An appeals court has shot down Bell Helicopter Textron's claims against Iran.
In a 19-page decision Friday, the U.S. Court of Appeals for the District of Columbia Circuit upheld a trial judge's earlier ruling siding with Iran. The trial judge had vacated a default judgement against the country concerning the manufacture and marketing of a helicopter that resembles Bell’s Jet Ranger 206.
As summarized by the appeals court, "in the 1970s, Bell operated a helicopter plant in Iran, which it abandoned after the Iranian revolution of 1979. In December 2002, Bell became aware that the Iran Aircraft Manufacturing Industrial Company, a company wholly owned and controlled by the Iranian government, was using the plant to manufacture helicopters that resembled the Jet Ranger 206."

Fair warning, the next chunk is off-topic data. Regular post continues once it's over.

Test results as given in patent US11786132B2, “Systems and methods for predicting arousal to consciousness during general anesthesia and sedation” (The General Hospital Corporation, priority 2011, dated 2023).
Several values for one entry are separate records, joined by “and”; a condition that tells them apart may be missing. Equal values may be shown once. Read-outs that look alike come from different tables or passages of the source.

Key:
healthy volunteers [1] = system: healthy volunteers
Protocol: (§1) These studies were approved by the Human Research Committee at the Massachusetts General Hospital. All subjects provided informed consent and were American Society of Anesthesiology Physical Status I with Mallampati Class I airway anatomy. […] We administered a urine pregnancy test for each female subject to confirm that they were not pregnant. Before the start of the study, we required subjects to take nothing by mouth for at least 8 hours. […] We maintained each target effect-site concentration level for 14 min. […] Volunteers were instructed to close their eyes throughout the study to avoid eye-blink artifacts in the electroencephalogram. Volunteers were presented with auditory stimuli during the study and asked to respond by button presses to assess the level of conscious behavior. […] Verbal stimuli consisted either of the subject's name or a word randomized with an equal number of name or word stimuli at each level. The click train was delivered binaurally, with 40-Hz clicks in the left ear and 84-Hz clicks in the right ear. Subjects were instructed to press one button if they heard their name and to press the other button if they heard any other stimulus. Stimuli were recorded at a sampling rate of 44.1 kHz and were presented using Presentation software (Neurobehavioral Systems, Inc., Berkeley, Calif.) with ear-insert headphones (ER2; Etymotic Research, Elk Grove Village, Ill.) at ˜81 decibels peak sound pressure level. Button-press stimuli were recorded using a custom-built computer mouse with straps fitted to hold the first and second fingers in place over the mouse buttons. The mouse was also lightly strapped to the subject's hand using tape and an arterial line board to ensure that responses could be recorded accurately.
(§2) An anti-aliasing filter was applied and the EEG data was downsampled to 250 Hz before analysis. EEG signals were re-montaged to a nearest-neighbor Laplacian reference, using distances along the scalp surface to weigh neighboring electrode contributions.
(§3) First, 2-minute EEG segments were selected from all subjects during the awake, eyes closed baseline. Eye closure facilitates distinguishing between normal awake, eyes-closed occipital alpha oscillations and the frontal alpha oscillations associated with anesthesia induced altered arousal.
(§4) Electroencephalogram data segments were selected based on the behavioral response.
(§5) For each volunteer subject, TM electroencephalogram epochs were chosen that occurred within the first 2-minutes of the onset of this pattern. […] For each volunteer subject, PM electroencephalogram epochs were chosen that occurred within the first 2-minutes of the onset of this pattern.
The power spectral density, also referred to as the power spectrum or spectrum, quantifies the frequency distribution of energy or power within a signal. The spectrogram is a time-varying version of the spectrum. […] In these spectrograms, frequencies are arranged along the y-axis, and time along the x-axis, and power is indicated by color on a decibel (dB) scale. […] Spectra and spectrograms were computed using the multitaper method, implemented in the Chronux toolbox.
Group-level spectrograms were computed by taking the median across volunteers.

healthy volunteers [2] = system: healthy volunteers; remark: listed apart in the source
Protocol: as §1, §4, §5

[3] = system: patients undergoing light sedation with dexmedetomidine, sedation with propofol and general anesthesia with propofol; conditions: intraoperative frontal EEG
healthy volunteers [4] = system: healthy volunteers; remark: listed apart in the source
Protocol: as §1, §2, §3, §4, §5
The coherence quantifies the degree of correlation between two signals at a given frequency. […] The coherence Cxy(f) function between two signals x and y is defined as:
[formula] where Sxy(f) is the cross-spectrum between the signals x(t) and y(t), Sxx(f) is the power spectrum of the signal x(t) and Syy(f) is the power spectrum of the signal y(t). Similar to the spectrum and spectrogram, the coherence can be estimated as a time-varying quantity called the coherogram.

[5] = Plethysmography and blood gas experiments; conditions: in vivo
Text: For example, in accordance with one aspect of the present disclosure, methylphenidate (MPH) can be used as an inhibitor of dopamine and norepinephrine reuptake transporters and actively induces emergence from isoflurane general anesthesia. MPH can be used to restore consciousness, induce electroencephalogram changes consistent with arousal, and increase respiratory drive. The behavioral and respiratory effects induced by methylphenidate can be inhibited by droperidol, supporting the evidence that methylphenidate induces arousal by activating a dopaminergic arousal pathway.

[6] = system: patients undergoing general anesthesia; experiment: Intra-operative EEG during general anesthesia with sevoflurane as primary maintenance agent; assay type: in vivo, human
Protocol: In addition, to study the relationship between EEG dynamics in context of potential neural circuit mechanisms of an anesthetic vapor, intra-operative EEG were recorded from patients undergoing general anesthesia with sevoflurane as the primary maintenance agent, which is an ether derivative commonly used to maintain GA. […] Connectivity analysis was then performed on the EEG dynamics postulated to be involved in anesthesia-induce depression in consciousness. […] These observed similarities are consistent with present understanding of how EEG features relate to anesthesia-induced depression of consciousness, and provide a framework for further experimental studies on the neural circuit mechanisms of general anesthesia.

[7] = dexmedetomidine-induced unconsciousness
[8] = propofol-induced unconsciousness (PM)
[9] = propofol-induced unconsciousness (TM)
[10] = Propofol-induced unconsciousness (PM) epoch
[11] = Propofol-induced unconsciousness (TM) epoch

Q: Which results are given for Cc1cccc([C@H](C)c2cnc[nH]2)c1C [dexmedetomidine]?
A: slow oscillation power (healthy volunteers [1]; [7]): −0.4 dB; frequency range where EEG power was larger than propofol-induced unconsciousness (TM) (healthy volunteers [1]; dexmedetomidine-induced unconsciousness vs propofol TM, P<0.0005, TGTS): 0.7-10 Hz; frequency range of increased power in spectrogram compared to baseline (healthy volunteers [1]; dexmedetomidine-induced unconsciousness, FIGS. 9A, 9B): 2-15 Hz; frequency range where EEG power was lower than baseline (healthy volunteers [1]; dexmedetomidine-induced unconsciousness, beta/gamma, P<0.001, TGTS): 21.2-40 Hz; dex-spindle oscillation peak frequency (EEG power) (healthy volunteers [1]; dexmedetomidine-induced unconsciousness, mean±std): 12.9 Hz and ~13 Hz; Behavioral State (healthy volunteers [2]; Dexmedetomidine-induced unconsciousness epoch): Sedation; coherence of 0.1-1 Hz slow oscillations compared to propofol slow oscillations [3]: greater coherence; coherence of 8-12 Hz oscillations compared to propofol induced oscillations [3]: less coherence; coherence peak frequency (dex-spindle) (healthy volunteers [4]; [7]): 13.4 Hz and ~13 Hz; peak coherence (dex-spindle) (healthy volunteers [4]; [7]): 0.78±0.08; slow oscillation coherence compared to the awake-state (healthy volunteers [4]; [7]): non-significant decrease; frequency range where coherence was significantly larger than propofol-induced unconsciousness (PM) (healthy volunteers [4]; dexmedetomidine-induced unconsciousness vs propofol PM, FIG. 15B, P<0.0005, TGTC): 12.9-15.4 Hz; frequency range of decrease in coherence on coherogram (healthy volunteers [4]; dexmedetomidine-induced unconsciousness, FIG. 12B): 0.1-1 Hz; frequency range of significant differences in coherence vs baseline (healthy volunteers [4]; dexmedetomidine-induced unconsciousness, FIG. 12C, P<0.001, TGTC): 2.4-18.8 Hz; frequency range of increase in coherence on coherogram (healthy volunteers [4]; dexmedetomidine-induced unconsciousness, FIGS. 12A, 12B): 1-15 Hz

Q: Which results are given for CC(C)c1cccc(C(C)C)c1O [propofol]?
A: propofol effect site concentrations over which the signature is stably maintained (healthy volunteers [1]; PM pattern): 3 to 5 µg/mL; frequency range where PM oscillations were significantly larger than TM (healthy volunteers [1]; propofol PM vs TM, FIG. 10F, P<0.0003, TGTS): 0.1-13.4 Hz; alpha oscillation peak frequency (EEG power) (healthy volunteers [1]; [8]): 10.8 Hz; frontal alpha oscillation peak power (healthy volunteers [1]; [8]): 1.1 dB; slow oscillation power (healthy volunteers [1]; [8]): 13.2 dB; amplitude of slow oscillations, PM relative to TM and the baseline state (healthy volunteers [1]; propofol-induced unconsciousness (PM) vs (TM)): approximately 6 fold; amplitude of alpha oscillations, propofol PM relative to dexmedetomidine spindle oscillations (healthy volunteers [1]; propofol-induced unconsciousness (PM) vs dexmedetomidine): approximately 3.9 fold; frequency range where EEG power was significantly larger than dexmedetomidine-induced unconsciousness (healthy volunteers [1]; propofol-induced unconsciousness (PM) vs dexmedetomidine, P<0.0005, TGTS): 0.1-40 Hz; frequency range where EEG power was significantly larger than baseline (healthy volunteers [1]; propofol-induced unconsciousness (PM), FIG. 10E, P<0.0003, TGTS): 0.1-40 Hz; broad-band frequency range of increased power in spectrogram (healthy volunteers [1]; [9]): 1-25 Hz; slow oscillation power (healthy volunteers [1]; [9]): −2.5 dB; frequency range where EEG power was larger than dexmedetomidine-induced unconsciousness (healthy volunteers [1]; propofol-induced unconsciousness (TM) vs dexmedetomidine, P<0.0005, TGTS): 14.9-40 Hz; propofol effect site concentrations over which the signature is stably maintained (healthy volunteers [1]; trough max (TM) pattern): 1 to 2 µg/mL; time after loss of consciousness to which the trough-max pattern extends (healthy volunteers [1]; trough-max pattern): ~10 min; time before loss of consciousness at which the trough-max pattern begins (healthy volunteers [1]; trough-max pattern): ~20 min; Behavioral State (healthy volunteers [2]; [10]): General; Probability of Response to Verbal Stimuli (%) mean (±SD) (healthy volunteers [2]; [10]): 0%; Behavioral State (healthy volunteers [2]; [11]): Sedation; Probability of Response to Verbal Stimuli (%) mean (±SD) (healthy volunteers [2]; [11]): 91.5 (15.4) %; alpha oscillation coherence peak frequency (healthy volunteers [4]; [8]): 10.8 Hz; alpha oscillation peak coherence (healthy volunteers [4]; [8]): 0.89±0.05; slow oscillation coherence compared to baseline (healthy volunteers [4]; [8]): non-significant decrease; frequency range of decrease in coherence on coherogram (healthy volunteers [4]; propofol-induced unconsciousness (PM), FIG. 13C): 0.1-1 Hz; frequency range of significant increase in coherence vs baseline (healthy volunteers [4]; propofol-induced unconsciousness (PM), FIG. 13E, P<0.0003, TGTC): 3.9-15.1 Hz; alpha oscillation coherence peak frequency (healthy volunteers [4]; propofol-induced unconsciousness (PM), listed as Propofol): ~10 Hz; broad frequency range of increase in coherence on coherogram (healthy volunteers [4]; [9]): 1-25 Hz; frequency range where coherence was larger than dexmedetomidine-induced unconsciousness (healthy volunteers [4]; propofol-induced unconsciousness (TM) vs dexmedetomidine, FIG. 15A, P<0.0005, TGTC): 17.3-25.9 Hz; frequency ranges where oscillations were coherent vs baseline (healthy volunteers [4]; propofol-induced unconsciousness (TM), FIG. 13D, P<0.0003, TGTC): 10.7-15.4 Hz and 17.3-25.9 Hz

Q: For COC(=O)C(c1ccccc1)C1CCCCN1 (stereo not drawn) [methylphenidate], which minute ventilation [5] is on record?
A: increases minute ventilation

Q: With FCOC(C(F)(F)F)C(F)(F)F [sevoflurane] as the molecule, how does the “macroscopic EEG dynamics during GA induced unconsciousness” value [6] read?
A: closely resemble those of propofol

Bell sued in 2006, Iran was a no-show in court and so Bell won a default judgment of $22,035,002.28 plus attorneys’ fees. Iran subsequently got the judgment tossed out.
The appeals court, in a decision written by Judge Judith W. Rogers, reasoned in part that Bell could not exploit the commercial activity exemption in the Foreign Sovereign Immunity Act (whose intent is just as it sounds) because of a "lack of evidence that Iran’s commercial activity caused a 'direct effect' in the United States."